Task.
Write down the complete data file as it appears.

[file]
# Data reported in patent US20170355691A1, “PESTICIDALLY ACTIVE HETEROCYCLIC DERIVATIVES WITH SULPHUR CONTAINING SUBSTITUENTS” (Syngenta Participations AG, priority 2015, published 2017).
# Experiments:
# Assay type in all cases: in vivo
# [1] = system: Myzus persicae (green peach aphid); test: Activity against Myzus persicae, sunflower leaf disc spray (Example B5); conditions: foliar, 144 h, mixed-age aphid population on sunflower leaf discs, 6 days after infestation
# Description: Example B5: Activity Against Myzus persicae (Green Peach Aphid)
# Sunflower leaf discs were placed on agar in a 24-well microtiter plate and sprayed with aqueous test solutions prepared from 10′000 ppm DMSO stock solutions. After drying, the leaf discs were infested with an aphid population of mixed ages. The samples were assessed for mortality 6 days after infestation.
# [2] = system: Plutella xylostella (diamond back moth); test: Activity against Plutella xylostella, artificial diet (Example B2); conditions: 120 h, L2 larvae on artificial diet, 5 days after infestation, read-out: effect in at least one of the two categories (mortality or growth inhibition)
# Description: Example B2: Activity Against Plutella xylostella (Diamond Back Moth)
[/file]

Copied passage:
# Data reported in patent US20170355691A1, “PESTICIDALLY ACTIVE HETEROCYCLIC DERIVATIVES WITH SULPHUR CONTAINING SUBSTITUENTS” (Syngenta Participations AG, priority 2015, published 2017).
# Experiments:
# Assay type in all cases: in vivo
# [1] = system: Myzus persicae (green peach aphid); test: Activity against Myzus persicae, sunflower leaf disc spray (Example B5); conditions: foliar, 144 h, mixed-age aphid population on sunflower leaf discs, 6 days after infestation
# Description: Example B5: Activity Against Myzus persicae (Green Peach Aphid)
# Sunflower leaf discs were placed on agar in a 24-well microtiter plate and sprayed with aqueous test solutions prepared from 10′000 ppm DMSO stock solutions. After drying, the leaf discs were infested with an aphid population of mixed ages. The samples were assessed for mortality 6 days after infestation.
# [2] = system: Plutella xylostella (diamond back moth); test: Activity against Plutella xylostella, artificial diet (Example B2); conditions: 120 h, L2 larvae on artificial diet, 5 days after infestation, read-out: effect in at least one of the two categories (mortality or growth inhibition)
# Description: Example B2: Activity Against Plutella xylostella (Diamond Back Moth)